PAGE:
World Cup money, drama and fans focus a white-hot global spotlight on Qatar
“A lot of the pressure is coming from the fans,” said Qatar’s foreign minister, Sheikh Mohammed bin Ahmed al-Thani in a recent interview with The Wall Street Journal. “But a lot of the pressure is also coming from the FIFA, the U.N. and the other stakeholders. I am sure that they are already thinking about this problem in a very serious way.”
The issue certainly doesn’t take up much of the attention of the international media, much less the world’s soccer community. But even in the face of Qatar’s obvious human rights abuses, it seems fair to say the tournament has gone beyond even the pressure from the fans to an actual investigation into the country’s financial support for the Qatari government. The issue has reached a crisis point with the threat of a boycott, and now the World Cup may be only the first step down FIFA’s long and bloody road to resolving the issue.
“The Qataris have to come clean about the money and I call on FIFA to hold them accountable for the terrible human rights violations they have committed in the last 10 years,” said Al Jazeera editor-in-chief Mohamed Ssent al-Khayat.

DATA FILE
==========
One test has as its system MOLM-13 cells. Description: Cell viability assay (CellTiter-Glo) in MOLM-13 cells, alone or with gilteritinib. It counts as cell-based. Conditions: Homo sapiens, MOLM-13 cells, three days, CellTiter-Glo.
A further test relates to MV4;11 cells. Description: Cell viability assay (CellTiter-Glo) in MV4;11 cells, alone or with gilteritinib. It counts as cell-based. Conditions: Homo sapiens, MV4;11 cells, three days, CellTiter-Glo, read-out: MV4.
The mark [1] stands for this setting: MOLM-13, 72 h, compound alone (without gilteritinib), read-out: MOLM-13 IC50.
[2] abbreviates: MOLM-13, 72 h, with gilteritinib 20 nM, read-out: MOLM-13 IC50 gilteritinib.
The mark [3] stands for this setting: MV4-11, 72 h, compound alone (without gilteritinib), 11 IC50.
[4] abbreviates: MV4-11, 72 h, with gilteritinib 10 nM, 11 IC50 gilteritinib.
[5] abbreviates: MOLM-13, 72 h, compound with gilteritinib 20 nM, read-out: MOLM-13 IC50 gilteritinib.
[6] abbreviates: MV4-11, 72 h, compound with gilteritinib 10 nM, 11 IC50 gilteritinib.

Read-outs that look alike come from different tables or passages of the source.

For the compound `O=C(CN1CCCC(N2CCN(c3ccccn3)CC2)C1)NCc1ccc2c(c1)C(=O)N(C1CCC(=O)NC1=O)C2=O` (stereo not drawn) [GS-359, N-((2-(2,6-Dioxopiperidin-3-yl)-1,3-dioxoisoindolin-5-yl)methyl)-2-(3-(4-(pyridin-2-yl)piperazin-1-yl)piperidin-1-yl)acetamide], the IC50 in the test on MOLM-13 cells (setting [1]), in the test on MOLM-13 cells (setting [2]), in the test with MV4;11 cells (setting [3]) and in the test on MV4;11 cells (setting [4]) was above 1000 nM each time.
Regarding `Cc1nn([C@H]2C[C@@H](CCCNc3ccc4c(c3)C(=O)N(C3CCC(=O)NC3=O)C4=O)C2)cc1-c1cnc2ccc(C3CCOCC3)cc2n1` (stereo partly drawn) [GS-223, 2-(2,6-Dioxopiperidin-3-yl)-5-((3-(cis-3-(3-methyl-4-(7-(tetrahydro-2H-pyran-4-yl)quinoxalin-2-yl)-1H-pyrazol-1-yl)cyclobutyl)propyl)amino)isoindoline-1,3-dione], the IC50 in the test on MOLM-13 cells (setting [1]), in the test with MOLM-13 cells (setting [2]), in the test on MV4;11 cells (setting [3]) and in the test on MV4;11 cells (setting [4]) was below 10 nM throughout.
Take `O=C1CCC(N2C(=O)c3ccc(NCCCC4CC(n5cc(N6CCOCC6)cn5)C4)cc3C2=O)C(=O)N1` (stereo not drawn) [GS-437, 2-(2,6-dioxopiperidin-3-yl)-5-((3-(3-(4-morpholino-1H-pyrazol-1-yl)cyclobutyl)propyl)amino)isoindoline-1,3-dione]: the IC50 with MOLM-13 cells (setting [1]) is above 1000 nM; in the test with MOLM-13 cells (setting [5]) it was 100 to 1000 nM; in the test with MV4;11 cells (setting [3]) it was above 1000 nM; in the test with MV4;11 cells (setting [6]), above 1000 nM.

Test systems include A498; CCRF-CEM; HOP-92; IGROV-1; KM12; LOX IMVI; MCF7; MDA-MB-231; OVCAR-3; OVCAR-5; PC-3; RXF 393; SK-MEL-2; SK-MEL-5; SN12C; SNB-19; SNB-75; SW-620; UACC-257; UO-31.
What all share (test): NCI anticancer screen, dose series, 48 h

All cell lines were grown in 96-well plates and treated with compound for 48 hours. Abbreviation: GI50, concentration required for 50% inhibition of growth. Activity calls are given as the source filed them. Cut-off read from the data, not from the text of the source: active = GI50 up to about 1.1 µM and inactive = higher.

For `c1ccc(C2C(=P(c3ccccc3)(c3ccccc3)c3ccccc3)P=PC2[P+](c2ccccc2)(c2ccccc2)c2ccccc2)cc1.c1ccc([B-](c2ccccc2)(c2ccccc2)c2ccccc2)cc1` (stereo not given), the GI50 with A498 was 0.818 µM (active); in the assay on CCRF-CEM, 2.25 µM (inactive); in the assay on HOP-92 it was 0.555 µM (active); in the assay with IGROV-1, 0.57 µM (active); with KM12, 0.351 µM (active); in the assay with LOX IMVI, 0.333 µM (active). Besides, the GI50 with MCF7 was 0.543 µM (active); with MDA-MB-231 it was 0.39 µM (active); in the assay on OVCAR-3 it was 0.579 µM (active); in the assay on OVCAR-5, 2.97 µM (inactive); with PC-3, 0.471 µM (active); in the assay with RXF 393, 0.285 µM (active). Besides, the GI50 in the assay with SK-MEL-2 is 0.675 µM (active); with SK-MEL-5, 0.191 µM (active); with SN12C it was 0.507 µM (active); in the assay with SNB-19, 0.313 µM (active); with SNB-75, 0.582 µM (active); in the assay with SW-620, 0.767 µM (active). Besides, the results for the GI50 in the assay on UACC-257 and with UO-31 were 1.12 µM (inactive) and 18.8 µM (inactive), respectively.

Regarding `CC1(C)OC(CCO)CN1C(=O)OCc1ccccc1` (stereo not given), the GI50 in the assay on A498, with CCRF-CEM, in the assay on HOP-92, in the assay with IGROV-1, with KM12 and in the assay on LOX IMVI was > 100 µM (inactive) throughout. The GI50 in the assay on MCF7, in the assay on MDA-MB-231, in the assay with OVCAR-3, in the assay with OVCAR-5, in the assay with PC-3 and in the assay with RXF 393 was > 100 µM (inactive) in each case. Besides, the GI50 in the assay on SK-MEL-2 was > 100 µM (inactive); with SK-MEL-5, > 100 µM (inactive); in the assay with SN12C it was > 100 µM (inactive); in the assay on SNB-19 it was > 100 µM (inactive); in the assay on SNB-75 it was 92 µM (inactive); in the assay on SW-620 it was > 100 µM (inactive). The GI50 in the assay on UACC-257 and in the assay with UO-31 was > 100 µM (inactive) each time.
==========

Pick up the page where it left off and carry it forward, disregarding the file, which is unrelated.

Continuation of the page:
“This is a big and very complicated story. It is an issue for Qatar and the World Cup and it’s not going to take a lot of time,” Ssent al-Khayat said recently. “It’s not a matter of if, it’s a matter of how long it takes.”
As a result of the World Cup and the Qatar crisis, Qatar has lost a lot of the public support it once had. And while Qatar’s fans have remained a crucial part of the tournament’s success, it seems impossible for fans to continue to show up and cheer for Qatar as long as they continue to be victimized. While the country’s human rights record has been widely documented, the public’s support has been far different. From